Likewise, the reason why a particular patented original design can and should command a very high price — be it the royalty charged to licensees or the price a firm must pay for the whole patent itself — is twofold. First, a general idea is fleshed out and converted into a practicable original design as a result of human effort and initiative, and only a few humans are willing and able to exert the effort and initiative that is needed. That consideration, by itself, is a major cause of the “scarcity” of practicable original designs. Secondly, each inventor must make her own judgments. Hence, different inventors trying to solve the same basic problem will approach that problem from different angles and make different choices. Hence, although two patents might approach the same basic problem or even result in similar devices, one might be more suitable than the other in terms of the satisfaction of marketplace demand.

Thus, no, there is no basis to the accusation of those who immediately proclaimed that my explanation was an attempt to apply the “labor theory of economic value” to inventions and patents. I have not said that the hard work and “scarce” resources that the inventor invested in her creation of her practicable original design is the direct cause of the original design’s economic value or the prices that the inventor should be able to charge.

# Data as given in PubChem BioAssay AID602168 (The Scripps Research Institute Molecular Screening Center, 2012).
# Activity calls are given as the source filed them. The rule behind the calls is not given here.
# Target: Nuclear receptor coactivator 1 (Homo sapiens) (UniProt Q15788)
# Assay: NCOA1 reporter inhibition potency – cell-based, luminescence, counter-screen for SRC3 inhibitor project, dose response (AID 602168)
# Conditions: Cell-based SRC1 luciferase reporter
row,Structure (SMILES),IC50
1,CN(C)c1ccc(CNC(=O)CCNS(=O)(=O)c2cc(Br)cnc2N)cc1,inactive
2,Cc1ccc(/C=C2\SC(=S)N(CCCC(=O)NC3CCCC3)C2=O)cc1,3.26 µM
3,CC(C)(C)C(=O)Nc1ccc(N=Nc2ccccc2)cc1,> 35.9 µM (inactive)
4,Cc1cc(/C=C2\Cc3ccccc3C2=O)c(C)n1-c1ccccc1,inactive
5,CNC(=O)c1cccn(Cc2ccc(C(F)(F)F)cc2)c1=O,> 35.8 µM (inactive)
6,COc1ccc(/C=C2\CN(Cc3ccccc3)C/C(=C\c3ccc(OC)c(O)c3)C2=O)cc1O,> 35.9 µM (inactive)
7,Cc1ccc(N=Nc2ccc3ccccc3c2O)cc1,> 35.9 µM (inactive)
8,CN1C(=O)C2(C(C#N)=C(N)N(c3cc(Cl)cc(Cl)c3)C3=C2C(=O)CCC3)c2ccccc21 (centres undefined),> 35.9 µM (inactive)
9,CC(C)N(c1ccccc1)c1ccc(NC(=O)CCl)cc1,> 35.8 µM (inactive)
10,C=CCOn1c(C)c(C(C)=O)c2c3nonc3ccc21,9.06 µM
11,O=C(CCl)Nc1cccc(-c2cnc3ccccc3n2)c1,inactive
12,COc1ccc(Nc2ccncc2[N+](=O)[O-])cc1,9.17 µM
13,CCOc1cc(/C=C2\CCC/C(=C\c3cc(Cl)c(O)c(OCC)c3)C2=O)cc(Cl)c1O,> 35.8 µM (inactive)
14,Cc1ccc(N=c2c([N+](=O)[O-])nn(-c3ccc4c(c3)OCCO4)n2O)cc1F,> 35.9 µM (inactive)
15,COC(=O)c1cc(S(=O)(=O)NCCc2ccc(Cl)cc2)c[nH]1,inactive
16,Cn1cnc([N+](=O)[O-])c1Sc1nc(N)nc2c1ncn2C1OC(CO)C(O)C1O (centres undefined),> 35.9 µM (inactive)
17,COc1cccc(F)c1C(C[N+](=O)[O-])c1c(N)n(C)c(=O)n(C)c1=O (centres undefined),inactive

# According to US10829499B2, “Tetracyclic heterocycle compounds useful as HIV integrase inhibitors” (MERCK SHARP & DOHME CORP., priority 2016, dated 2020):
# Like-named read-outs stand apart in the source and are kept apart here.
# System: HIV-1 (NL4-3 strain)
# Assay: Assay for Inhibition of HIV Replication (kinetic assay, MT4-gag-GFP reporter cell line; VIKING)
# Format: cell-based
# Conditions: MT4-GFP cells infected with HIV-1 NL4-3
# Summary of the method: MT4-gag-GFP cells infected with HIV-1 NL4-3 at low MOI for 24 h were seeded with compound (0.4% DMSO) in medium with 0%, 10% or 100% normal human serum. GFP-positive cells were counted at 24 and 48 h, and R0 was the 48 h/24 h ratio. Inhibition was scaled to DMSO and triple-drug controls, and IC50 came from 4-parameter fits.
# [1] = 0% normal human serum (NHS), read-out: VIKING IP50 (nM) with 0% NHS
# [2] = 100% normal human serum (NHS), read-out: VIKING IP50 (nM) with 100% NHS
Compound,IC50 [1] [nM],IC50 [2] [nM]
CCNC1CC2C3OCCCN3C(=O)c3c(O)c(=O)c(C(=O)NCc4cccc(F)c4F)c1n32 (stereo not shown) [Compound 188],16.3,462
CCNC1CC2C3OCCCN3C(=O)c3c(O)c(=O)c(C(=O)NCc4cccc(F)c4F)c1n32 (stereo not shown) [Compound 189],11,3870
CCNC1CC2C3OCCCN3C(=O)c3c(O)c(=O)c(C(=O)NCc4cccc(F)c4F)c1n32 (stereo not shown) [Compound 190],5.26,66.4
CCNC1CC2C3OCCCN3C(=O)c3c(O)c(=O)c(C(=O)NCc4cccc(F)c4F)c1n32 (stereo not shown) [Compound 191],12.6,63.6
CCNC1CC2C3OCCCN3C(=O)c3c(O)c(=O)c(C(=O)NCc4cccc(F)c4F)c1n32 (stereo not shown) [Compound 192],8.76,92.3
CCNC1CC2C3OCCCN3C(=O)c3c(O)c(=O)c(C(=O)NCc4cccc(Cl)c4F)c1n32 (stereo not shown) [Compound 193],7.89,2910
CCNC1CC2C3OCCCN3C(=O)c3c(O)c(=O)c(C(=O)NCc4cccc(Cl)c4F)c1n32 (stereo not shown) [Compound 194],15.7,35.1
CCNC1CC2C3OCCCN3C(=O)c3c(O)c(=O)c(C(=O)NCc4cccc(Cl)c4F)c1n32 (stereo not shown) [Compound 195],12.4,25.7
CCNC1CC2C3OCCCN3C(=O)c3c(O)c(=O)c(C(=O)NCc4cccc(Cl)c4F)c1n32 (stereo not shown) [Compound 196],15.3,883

Both (1) the economic value of the practicable original design and (2) the prices that inventor may charge for her services, are the direct result of the practicable original design’s ability to supply the satisfaction of marketplace demand. That the inventor had to invest so much hard work and “scarce” resources in order to create her practicable original design, however, factors into both (a) the “scarcity” of practicable original designs as such, and (b) the particular original design’s ability to supply the satisfaction of marketplace demand.

Yes, the economic value of the inventor’s invention comes from how the invention supplies the satisfaction of marketplace demand, a new supplying of new satisfaction of marketplace demand that had not happened before. And here is why first dibs on rightful private ownership over the invention should go to the inventor herself: any time new economic value is created, first dibs on rightful ownership over that value must goes to the very same party that created that value. When land is made more valuable on account of the homesteader improving it, first dibs on ownership over the value in that land must go to the homesteader himself.

To recognize that is not to deny that the direct source of the improved land’s value is its ability to supply the satisfaction of marketplace demand. It is proper to recognize that the homesteader’s contribution is what made it possible for that improved land to supply any satisfaction of marketplace demand. Likewise, as an efficacious original design for a product generates a net increase in value in the economy, first dibs on ownership over that value must go to the party that created it: the designer herself.